A Key Brain Difference Between Voice-Hearing Patients And Voice-Hearing Healthy Controls Challenges The “Continuum Model”

Via Garrison et al, 2019 By Christian Jarrett Hearing voices that don’t exist in the outside world is the most common form of hallucination experienced by people with a diagnosis of schizophrenia or related conditions and it can be very distressing. However, there is a growing recognition that hearing voices is not always pathological. Many mentally well people hear voices (or “auditory verbal hallucinations”) – in fact, around 6-7 per cent of adults in the general population report having had such experiences at some point in their lives. This has led some experts to propose a “continuum model” in which the same fundamental underlying mechanism leads to hearing voices in healthy people and in patients with a clinical diagnosis, but that for various reasons, such as a traumatic past, the experience is more troublesome and distressing for the patients. However, a new open-access paper in Schizophrenia Bulletin challenges the continuum model, finding an important brain difference between patients who hear voices and voice-hearing healthy controls. The research team, led by Jane Garrison and Iris Sommer, recruited three groups matched for age, education, sex, handedness and overall brain volume: 50 patients with a diagnosis of schizophrenia (or related conditions such as nonspecific psychosis or schizoaffective disorder) who hear voices; 50 non-clinical healthy volunteers who hear voices (at least once per week); and 50 healthy controls who d...
Source: BPS RESEARCH DIGEST - Category: Psychiatry & Psychology Authors: Tags: Brain Mental health Psychosis Source Type: blogs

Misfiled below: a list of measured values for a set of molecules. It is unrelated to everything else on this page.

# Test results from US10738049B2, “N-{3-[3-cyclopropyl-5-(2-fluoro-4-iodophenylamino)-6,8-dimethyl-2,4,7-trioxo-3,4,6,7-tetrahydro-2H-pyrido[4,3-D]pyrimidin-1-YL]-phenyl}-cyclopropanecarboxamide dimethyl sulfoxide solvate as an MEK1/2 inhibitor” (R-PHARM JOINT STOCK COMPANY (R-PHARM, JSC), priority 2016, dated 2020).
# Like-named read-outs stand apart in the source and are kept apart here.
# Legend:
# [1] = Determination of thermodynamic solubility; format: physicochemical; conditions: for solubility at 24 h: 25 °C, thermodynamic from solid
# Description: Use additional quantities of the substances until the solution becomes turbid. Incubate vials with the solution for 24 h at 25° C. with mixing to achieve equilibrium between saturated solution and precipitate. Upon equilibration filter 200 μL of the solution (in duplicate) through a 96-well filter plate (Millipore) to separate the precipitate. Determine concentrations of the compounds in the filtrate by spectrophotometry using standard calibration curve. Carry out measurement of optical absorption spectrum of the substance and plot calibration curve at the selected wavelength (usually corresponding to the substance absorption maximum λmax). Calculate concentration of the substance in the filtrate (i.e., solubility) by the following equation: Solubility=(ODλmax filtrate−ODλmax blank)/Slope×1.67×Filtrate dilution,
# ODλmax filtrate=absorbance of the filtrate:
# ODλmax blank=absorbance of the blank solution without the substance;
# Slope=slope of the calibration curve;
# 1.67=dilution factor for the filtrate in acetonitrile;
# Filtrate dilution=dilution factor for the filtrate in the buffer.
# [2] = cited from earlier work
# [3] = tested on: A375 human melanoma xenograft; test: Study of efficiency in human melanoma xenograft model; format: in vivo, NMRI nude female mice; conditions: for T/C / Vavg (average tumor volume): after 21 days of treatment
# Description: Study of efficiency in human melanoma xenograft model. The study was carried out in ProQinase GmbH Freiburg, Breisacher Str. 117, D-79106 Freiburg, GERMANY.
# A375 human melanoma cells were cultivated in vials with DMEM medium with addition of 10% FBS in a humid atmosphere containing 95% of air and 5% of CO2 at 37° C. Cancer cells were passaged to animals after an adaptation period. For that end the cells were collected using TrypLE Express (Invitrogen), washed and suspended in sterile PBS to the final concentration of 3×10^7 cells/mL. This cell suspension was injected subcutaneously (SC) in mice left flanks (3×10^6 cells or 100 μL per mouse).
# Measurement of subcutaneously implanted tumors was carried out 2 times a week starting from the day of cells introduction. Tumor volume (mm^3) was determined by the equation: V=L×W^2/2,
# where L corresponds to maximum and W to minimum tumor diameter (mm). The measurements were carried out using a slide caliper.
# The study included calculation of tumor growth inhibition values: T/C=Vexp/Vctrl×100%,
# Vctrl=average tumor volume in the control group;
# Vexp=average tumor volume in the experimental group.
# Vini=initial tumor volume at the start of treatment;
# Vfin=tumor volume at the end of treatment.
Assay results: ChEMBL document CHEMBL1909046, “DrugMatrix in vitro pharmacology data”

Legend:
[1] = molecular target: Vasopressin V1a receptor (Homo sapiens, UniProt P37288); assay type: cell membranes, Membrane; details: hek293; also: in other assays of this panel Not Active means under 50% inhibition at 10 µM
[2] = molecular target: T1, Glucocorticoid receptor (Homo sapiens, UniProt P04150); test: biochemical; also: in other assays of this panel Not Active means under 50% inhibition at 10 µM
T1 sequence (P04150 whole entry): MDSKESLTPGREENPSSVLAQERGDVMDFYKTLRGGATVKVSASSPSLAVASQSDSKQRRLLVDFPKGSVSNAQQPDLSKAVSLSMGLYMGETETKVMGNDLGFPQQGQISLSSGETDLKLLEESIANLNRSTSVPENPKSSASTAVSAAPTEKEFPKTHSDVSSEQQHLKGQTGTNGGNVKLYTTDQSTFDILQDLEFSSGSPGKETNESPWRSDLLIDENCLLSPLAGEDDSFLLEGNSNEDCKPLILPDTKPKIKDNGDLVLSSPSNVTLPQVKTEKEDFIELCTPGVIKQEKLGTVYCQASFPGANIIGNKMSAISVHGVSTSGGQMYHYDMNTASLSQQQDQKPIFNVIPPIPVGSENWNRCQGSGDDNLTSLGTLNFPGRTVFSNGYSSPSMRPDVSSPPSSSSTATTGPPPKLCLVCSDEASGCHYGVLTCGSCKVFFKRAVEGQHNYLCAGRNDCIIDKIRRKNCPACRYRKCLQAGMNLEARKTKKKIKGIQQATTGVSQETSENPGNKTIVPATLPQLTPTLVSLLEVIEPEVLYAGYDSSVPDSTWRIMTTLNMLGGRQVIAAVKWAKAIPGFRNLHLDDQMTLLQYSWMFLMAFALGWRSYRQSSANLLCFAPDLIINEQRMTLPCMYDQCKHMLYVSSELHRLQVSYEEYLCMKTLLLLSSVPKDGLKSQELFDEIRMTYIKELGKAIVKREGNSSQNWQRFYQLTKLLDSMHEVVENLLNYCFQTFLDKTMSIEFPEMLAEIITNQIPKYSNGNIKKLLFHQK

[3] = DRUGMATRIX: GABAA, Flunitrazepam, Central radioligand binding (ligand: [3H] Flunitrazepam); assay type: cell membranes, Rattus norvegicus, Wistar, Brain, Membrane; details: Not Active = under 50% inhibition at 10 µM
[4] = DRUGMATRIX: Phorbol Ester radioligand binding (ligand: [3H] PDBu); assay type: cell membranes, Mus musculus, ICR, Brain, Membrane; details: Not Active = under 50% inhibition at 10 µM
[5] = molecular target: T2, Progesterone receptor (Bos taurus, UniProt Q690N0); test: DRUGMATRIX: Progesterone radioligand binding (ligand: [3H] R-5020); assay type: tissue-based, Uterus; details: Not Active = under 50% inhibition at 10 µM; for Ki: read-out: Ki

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Source: Scandinavian Journal of Primary Health Care - Category: Primary Care Authors: Source Type: research
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Source: World of Psychology - Category: Psychiatry & Psychology Authors: Tags: General Research Schizophrenia Causes Of Schizophrenia Schizophrenia Causes Source Type: blogs
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Source: IEE Transactions on Medical Imaging - Category: Biomedical Engineering Source Type: research
Purpose of review To give an update on recent imaging studies probing positron emission tomography (PET) as a tool for improving biomarker-guided diagnosis of neuropsychiatric disorders. Recent findings Several studies confirmed the value of imaging of regional neuronal activity and imaging of dopaminergic, serotonergic, and other neuroreceptor function in the diagnostic process of neuropsychiatric disorders, particularly schizophrenia, depression/bipolar disorder, substance use disorders, obsessive compulsive disorders (OCD), and attention-deficit/hyperactivity disorder. Additionally, imaging brain microglial activat...
Source: Current Opinion in Neurology - Category: Neurology Tags: NEUROIMAGING: Edited by Stefan Klöppel Source Type: research
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Source: The Medical Futurist - Category: Information Technology Authors: Tags: Future of Medicine AI artificial intelligence bipolar disorder chatbots future of psychiatry mental disorder mental health mental health disorders mental health issues moodkit pacifica schizophrenia suicide thriveport woebot Source Type: blogs
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Source: World of Psychology - Category: Psychiatry & Psychology Authors: Tags: A Bipolar, A Schizophrenic, and a Podcast Minding the Media Source Type: blogs
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Conclusions: Interhemispheric functional coordination abnormalities may be one of the important pathophysiological mechanisms of OCD.
Source: Frontiers in Psychiatry - Category: Psychiatry Source Type: research
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Source: Frontiers in Psychiatry - Category: Psychiatry Source Type: research
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Source: Psychiatry Investigation - Category: Psychiatry Tags: Psychiatry Investig Source Type: research
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